“A lot of them don’t have experience in politics or government or knowing what it takes to get things done,” said Representative Peter King, a Republican from New York. “It’s a different mind-set.”
McCain, who earlier this year called his Tea Party colleagues “wacko birds,” said he had never seen the type of gridlock that is infecting Washington.
“We are dividing the Republican Party rather than attacking the Democrats,” McCain said Friday on CBS. “It is very dysfunctional.”
But on the heels of two consecutive presidential election losses, the GOP lacks powerful leaders who can unite the party behind a common strategy and vision.
“There’s really a sort of leadership vacuum, or a megaphone vacuum,” said John Brabender, a national Republican consultant. “There is nobody within the party with a loud enough voice to become the rallying cry, who the party is going to be with.”
Instead, he added, “It is fractured, it is fragmented around these different groups.”
Cruz led the charge in the Senate for those who want to leverage the government shutdown to attempt to defund the health care law. He was able to persuade 18 other Republican senators to try to help him stall the legislation, but 27 others did not go along, illustrating the division within the caucus.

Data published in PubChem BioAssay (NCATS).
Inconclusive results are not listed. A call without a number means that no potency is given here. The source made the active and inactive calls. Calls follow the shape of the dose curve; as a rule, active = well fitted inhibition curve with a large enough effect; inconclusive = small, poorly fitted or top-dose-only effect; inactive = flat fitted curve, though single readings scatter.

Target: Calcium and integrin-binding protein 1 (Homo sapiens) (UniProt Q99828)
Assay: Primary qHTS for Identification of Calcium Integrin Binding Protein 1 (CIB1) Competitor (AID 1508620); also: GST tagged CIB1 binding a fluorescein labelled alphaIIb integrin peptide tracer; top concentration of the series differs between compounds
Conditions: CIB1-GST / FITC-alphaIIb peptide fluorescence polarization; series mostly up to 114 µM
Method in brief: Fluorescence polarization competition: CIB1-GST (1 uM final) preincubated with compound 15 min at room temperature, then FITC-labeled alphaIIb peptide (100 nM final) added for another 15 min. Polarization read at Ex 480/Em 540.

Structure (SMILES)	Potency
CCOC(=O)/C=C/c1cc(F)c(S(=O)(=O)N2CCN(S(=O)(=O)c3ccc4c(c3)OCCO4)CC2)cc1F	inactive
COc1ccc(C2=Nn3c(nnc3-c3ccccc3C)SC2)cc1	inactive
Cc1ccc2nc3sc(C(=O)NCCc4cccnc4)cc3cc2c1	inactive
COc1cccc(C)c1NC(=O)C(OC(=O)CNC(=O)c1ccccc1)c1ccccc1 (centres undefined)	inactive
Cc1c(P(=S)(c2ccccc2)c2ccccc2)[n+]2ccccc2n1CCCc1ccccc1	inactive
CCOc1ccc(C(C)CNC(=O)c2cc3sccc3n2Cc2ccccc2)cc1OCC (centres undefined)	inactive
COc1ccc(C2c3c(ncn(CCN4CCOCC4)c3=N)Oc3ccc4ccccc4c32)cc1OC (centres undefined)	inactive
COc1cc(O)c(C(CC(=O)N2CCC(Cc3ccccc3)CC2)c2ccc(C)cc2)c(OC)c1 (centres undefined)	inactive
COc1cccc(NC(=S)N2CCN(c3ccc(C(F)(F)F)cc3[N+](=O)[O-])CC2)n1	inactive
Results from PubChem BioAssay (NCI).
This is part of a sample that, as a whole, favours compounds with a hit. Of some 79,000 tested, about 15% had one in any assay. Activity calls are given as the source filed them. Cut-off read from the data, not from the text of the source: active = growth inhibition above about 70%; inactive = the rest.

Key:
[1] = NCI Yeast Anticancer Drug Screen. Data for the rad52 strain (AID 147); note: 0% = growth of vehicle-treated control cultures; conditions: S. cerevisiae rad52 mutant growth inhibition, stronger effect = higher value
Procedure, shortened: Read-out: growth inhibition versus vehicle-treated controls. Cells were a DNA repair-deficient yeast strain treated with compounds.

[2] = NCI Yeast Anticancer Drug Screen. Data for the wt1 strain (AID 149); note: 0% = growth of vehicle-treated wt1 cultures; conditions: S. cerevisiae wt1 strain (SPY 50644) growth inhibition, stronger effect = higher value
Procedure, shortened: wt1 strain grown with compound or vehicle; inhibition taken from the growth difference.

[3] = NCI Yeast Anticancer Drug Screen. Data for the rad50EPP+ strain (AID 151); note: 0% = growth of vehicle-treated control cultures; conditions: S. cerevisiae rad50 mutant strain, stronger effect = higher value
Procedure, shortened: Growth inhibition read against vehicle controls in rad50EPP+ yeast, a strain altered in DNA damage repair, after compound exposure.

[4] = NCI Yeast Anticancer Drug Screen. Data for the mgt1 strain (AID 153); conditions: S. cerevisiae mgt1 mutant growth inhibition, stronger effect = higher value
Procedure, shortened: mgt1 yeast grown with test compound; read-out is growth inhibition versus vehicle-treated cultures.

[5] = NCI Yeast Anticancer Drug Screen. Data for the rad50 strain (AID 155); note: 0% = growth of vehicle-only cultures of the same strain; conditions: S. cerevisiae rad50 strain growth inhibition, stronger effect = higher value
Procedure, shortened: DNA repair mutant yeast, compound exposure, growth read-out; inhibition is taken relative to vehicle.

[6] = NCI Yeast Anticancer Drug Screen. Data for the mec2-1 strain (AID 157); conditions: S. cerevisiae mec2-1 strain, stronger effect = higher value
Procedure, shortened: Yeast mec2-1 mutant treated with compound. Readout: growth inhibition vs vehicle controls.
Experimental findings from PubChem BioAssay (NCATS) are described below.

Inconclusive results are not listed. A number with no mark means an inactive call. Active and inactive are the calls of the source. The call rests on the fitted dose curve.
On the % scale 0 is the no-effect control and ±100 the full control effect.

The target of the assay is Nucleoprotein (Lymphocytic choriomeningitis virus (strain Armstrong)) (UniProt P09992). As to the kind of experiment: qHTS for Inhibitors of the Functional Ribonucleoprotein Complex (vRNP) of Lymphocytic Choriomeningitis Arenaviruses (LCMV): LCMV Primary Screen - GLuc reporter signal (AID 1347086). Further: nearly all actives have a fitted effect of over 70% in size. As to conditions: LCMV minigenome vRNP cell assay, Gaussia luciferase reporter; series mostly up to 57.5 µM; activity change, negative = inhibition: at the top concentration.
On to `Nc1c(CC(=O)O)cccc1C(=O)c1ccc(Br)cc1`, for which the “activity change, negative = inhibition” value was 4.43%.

The message appeared to resonate, nonetheless. In a sign that there is a strong desire for Cruz's message among conservatives, a new poll on Friday had him as the top choice among Republican presidential primary voters.
With midterm elections just over a year away, the deep divisions are threatening to hamper the party’s ability to retain the House and capture the Senate. The Republican National Committee report six months ago recommended focusing on topics like immigration, which could help the party appeal to Hispanics, a growing part of the electorate but one that has been much more likely to vote for Democrats.
The Senate passed an immigration overhaul, but it has gone nowhere in the House. And with the budget and debt debate taking center stage for the next several months, any movement on immigration is unlikely.
Paradoxically, the one topic that has previously united Republicans — their opposition to Obama’s health care law — is now tearing them apart. Most conservatives, particularly in the House, have said they are willing to vote to fund the government only if the health care law is defunded or delayed.
Other Republicans, particularly in the Senate, argue that strategy is unrealistic, and will not only cause economic damage, but will leave Republicans to blame for inflicting it.